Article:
Rationale: Combined positron emission tomography-computed tomography (PET-CT) has emerged as a tool for detecting and delineating lesions, staging and restaging disease, and predicting and monitoring response to treatment. The rationale for this imaging strategy is that accuracy may be improved by combining 2 types of data.

Technology Description: PET-CT is an imaging technique that merges physiologic data from positron emission tomography (PET) and morphologic data from computed tomography (CT). The goal of PET-CT as a diagnostic tool for patients with neuroendocrine tumors (NETs) with an unknown primary site is to provide optimal imaging capability by minimizing misalignment between PET and CT images in order to identify and localize primary tumors.

Controversy: PET-CT offers an alternative to other conventional diagnostic modalities for the identification and localization of unknown primary tumors in patients with metastatic NETs. However, a definitive reference standard other than histopathology for detection of unknown primary tumors is lacking, which makes evaluation of PET-CT for this indication challenging.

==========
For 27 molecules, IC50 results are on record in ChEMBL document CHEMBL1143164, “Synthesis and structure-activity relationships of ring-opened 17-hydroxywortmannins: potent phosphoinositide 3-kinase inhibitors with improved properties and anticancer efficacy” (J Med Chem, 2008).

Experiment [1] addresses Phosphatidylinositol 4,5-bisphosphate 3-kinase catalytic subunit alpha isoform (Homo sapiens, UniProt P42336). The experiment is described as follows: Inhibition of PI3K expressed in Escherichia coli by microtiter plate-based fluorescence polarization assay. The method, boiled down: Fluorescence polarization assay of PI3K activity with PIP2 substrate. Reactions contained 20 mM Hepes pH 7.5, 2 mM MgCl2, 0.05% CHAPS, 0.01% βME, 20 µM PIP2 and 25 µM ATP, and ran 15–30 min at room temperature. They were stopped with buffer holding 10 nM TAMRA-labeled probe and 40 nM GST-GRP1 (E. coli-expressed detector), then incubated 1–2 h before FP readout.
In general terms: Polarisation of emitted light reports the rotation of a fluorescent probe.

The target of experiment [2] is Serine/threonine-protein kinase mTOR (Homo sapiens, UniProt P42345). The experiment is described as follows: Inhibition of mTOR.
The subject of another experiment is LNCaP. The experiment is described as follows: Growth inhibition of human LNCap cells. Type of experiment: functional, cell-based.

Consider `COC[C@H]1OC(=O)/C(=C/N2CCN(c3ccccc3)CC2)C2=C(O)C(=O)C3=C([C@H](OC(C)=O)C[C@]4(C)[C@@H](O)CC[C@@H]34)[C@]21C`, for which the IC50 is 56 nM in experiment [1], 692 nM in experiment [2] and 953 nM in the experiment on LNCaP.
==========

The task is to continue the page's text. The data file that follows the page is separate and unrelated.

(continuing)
Key Questions

  • Can PET-CT accurately localize the primary tumor in patients with NETs of unknown origin?
  • Does use of PET-CT in patients with NETs with primary tumors of unknown origin change patient management or improve outcomes? 
  • Is PET-CT in patients with NETs of unknown origin safe?
  • Have definitive patient selection criteria for the use of PET-CT for identifying primary tumor in patients with NETs of unknown origin been established?

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